What’s Your Definition of Success as a Music Teacher?

Success is entirely subjective. But, if you’re not careful, you can fall into default definitions of success as a music teacher rather than defining what success means to YOU.

If you chase those default definitions of what it means to be successful you might just wake up one day with the high income, the big house or the massive music school and realise…this isn’t good for you. This isn’t what you wanted, after all.

That’s why I want to challenge you to write down your own meaning of success today.

Create Your Post-it Note

Take out a post-it note and write your answers to each of these questions as you read this article.

How much money do you need?

Well, a million a year would be nice…

But would it?

Think about what making 1 million euro (or dollars or pounds) would really mean. It will probably answer some of the questions below before you’ve had a chance to even ask them because you’re unlikely to make that much teaching 10 students out of your front living room.

So, instead of just naming a nice fat juicy number, I want you to come up with a figure that would let you do everything you want to do. (And, unless you really want to own helicopters and horses, it’s probably not 1,000,00, is it?)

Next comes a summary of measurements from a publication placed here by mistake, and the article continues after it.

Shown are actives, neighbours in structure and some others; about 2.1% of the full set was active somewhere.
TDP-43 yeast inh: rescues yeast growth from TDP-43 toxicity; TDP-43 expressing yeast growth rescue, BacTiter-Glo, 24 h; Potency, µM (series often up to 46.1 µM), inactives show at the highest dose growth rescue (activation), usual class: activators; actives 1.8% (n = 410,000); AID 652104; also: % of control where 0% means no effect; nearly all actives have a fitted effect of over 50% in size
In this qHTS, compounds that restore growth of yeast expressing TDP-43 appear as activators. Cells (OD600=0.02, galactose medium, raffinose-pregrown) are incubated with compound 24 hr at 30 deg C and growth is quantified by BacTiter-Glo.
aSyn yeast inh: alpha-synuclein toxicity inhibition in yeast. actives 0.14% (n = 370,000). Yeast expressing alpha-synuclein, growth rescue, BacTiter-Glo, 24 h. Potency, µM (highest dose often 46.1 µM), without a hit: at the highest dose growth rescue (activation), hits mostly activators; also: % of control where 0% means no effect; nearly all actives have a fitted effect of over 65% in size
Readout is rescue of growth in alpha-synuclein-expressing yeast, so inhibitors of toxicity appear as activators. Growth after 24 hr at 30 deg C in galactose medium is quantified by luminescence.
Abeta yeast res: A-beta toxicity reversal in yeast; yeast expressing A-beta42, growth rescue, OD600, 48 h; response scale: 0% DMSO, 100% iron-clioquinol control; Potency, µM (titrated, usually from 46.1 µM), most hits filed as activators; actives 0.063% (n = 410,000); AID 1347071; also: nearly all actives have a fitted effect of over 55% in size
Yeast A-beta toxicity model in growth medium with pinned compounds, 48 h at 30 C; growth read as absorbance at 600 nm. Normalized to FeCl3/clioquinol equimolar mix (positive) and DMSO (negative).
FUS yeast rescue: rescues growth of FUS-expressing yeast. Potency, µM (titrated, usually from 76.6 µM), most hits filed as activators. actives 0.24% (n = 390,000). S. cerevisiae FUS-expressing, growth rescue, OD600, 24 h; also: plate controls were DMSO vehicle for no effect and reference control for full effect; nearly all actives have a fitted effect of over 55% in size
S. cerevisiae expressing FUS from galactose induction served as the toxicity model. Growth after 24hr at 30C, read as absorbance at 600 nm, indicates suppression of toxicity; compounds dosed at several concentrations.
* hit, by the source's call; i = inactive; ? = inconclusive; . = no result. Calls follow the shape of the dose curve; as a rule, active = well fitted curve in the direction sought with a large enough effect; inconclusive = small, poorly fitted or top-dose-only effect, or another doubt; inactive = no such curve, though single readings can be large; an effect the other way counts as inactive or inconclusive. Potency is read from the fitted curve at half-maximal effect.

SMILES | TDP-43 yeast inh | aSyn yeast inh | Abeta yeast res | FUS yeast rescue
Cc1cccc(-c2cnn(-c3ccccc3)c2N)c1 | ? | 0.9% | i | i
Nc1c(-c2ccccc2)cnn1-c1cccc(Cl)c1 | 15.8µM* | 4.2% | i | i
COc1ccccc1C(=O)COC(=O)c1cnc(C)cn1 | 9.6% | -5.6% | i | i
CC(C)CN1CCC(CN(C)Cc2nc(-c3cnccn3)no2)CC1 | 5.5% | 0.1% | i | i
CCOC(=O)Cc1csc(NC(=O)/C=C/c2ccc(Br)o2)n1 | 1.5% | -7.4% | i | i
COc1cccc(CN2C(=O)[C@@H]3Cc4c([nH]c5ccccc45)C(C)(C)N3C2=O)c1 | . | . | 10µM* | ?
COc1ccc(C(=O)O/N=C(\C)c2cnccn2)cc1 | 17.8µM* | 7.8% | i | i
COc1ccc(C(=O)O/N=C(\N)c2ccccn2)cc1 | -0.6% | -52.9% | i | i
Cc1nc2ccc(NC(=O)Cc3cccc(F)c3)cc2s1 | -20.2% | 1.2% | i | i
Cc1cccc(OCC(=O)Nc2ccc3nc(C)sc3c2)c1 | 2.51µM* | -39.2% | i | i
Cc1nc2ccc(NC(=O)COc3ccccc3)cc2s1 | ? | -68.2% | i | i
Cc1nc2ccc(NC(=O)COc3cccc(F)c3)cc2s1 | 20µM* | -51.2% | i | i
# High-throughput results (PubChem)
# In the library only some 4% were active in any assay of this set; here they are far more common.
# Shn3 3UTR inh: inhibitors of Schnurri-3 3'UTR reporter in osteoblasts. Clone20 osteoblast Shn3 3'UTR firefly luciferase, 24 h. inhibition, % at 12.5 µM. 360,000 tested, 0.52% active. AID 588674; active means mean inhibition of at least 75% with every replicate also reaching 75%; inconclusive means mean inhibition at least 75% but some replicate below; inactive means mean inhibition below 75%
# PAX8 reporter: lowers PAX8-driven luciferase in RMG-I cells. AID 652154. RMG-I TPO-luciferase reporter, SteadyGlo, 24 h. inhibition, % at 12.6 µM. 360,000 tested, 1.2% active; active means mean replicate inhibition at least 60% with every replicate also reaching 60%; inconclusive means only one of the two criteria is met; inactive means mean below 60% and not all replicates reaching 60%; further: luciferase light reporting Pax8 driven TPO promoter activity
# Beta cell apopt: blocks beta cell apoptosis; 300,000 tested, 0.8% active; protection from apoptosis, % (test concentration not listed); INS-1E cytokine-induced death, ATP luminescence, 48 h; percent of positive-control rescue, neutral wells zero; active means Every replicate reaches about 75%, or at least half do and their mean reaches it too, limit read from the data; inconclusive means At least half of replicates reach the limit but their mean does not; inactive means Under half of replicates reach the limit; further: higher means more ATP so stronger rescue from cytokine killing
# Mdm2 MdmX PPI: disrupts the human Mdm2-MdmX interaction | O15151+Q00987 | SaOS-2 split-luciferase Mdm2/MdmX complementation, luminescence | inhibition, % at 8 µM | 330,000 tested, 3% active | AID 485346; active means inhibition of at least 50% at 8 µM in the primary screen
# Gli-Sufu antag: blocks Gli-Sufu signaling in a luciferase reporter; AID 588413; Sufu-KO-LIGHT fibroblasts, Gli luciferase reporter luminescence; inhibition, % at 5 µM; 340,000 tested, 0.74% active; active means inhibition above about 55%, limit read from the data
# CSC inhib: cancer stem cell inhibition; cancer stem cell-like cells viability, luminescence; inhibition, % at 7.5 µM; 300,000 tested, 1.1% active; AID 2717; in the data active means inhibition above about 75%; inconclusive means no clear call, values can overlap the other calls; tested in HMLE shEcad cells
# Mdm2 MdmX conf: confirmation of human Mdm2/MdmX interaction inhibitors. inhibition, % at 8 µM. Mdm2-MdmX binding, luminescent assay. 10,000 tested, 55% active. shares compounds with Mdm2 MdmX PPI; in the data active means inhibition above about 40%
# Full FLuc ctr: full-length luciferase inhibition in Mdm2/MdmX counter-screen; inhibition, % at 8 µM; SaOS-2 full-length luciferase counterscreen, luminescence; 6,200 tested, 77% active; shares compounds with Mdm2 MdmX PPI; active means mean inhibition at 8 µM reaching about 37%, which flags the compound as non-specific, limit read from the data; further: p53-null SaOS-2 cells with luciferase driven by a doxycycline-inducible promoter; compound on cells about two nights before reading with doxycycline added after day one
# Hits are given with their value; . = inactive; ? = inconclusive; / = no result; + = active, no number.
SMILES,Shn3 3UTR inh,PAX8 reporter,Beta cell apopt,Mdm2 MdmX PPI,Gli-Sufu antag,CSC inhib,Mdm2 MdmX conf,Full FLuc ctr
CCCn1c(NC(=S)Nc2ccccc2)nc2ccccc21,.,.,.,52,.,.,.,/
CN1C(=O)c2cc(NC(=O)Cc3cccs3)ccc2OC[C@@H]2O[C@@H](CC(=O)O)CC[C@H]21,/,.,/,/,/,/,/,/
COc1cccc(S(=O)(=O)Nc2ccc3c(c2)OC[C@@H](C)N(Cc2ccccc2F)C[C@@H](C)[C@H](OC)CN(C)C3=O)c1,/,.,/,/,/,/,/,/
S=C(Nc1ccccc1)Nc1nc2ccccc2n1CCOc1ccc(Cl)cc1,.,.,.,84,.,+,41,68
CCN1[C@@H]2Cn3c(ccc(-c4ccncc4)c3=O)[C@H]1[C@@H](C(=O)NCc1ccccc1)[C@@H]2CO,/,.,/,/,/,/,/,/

How many students do you want?

Too often, I see teachers cramming as many students as possible into their schedule. They assume that maxing out their time must be the goal, without pausing to think about whether it’s the right goal for them.

Most teachers could do with raising their rates. And if you’re teaching 40 students and you raise your rates by 5%, then suddenly you only need 38 students to make the same amount…while teaching less.

So, what’s your ideal student number? It might be less than you thought.

Do you want a team of teachers?

This is where we enter really potential harmful territory if we don’t understand our own definition of success as a music teacher.